Better to invest in a growing smaller city or suburb of big city?

25 Replies

First-time investor/home-buyer looking at buying a multi-family property (duplex preferred) either around Chicago where I currently live or a smaller, but rapidly growing city in Minnesota where I'm from.

If I choose to buy a duplex in the Chicago suburbs, my wife and I would be living in it and renting out the other unit. On the other hand, if I buy a property in Minnesota, I would be renting out all 2-3-4 units and visiting periodically to make renovations or hire someone to manage the property.

I heard somewhere that if you don't live in the property you're renting out, then you have to pay additional taxes on it? What is this called? Also Illinois property taxes are twice as much as Minnesota's (2.3% vs. 1.1%), would not living in our rental property be equivalent to paying extra in Illinois taxes?

Our credit scores are both 700+ and we plan to save up the 20% down payment + closing costs before buying, possibly even borrowing money from friends with an agreement (probably a bad idea, but our friends are the ones interested in our investments).

Our goals are to break-even by renting out the other unit in Chicago or making small cash flow by renting out all units in Minnesota, eventually using cash flow for renovations or another property.

My questions are:

1. Which city is the better choice to buy a property in? We live 5 hours away from my hometown and don't mind driving occasionally to manage.

2. Which 1st-time home buyer programs should we take advantage of? Not looking to put only 3.5% down, but wouldn't mind tax benefits or a lower interest rate.

3. How much should we budget for vacancies, maintenance, and renovations?

4. Is it ever okay to borrow money from friends with a loan agreement?

Thanks for checking out my post, any advice for or against my plans is welcome!

@Jack Plantin

That's a great question. But in your situation, I agree with @Jordan Moorhead . Buy in your hometown. We run into this all the time with clients in Denver and Colorado Springs. They're both hot markets so sometime first-time homebuyers think they should invest out of state first. Admittedly, I have a dog in the fight, but I also truly believe it when I tell them that their first "investment" should be their primary residence, even if that's a small condo.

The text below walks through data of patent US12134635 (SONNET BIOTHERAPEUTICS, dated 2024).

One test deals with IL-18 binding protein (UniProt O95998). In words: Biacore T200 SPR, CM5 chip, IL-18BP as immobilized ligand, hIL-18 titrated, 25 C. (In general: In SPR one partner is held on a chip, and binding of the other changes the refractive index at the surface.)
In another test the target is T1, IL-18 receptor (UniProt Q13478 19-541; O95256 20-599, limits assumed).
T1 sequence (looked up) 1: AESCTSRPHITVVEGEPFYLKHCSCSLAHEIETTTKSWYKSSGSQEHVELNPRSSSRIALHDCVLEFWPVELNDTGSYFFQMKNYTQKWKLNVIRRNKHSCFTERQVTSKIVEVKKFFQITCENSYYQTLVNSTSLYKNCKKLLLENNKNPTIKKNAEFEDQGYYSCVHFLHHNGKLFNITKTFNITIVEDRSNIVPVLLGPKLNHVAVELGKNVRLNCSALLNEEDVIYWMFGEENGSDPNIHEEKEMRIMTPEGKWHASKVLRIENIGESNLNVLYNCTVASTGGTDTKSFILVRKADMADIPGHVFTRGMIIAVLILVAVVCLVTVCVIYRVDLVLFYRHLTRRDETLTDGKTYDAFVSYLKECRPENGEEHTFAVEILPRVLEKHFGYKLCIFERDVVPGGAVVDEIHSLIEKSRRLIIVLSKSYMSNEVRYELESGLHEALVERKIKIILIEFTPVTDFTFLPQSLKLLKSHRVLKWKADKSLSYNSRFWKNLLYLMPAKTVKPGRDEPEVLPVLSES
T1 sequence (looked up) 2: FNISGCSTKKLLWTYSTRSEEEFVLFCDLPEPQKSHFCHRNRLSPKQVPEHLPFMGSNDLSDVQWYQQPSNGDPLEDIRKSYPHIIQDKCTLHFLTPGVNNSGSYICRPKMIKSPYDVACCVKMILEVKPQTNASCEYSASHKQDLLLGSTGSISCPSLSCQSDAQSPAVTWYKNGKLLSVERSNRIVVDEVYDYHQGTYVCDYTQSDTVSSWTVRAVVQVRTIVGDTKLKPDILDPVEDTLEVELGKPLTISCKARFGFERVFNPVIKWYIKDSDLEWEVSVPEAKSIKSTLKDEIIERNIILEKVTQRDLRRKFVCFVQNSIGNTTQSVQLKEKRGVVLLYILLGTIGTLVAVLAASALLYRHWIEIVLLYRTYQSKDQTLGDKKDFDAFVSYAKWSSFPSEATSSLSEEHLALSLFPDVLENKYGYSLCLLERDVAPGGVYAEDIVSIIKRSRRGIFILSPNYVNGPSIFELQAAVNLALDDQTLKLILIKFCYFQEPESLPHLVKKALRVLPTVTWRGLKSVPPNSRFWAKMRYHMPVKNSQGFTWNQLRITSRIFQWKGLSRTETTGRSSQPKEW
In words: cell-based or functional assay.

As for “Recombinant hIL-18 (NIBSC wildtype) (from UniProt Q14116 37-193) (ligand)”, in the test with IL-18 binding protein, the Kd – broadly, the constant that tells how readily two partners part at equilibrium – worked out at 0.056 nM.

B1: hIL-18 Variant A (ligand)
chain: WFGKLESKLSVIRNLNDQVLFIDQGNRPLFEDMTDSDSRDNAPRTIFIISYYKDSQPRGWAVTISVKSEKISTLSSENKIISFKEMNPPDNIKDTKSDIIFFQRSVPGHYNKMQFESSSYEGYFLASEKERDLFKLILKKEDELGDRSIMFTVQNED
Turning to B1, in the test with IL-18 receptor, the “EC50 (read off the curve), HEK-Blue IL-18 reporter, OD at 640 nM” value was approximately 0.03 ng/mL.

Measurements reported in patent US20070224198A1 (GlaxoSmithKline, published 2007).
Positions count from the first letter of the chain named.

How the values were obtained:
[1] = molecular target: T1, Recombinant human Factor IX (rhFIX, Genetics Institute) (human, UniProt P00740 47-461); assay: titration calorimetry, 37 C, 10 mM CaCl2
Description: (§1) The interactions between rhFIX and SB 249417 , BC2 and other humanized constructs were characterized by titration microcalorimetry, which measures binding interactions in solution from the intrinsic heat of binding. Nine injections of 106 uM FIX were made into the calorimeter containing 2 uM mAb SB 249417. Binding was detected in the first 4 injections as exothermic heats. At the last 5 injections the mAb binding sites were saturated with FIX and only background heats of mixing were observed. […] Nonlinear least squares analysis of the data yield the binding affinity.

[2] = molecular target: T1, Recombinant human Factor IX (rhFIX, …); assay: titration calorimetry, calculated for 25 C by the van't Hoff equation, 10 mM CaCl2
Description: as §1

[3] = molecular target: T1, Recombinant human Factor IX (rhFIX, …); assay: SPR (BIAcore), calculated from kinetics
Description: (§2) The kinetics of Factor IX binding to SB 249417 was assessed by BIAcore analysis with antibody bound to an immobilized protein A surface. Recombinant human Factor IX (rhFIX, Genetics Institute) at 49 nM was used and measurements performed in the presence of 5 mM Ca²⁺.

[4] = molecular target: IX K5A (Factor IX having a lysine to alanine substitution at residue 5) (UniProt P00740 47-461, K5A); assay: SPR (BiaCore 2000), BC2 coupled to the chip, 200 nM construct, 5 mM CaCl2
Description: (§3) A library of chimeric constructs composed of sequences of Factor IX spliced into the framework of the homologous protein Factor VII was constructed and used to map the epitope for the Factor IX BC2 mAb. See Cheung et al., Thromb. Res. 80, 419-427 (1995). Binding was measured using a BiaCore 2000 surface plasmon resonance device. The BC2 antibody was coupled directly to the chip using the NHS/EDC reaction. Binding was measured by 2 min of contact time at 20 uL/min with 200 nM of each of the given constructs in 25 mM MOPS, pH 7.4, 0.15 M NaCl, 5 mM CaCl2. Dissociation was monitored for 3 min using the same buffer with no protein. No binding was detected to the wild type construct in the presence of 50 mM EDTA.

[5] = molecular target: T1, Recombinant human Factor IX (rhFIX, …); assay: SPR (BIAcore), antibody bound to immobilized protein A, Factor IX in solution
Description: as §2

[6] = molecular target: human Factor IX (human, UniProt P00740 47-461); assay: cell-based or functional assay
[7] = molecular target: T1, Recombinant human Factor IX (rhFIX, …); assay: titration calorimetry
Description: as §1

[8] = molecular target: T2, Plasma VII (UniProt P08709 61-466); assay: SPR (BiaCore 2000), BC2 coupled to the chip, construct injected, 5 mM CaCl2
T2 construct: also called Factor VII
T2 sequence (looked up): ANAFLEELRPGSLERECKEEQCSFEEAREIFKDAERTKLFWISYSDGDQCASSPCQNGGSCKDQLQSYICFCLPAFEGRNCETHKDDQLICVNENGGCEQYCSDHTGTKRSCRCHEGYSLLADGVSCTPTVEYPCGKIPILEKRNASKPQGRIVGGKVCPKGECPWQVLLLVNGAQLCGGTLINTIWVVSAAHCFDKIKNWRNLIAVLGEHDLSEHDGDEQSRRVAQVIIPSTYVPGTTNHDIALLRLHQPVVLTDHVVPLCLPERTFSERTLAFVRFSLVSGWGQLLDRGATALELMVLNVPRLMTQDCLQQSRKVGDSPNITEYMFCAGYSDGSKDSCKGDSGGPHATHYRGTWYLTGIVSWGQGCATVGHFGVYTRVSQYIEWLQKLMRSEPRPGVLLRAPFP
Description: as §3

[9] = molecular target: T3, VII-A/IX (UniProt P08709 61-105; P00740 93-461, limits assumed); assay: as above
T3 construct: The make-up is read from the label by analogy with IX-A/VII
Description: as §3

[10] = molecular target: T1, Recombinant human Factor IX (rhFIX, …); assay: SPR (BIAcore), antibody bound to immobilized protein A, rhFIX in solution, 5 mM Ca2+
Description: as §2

Anyway, good luck!

@James Carlson I run into the exact same thing in Minneapolis. It's a hot market and people see the barrier to entry and want to go somewhere cheaper. I've found that I've made a lot more when the barrier to entry is high on the back end. My investments in Minneapolis and Austin have made me 5x what my investments in Louisville have.

@Jack Plantin

I will be closing soon on a duplex in Minneapolis and decided to go the route of owner occupied so I could put less down and use an FHA loan. This should be an option in Chicago but an expert should chime in.

The benefit is that I only need 3.5% down and therefore my return on investment will be pretty good. The down side is that the property needs to accept the FHA loan... the property needs to be in good shape or repairs specific to the FHA requirements need to be made prior to sell. There's an additional FHA inspection fee and smaller additional inspection fee if they call anything. Apparently they always call peeling paint. One other down side is the required loan insurance that drops my cash flow significantly.

I will need to occupy this unit but am planning on moving at some point to my next investment property.

Hope this helps. I’ll follow this chat if you don’t mind.

Originally posted by @Corey Hawkinson :

@Jack Plantin I’m a little biased towards Minnesota. However, a long distance rental might not be the best option for someone getting started. That’s just my 2 cents.


Biased how? MN is a hot area for investing right now? I can always relocate back to Minneapolis if live-in and investing in MN is the best bet.

Originally posted by @Jordan Moorhead :

@Jack Plantin definitely do the first one in Chicago where you can live in it and take advantage of the owner occupied loans. OOS investing is a bad idea for a newbie.

What is an owner occupied loan? 3.5% FHA loan? Is this even smart with $250 mortgage insurance? Or is it always smarter to save 20%?

Originally posted by @Shanna Barnes :

@Jack Plantin

I will be closing soon on a duplex in Minneapolis and decided to go the route of owner occupied so I could put less down and use an FHA loan. This should be an option in Chicago but an expert should chime in.

The benefit is that I only need 3.5% down and therefore my return on investment will be pretty good. The down side is that the property needs to accept the FHA loan... the property needs to be in good shape or repairs specific to the FHA requirements need to be made prior to sell. There's an additional FHA inspection fee and smaller additional inspection fee if they call anything. Apparently they always call peeling paint. One other down side is the required loan insurance that drops my cash flow significantly.

I will need to occupy this unit but am planning on moving at some point to my next investment property.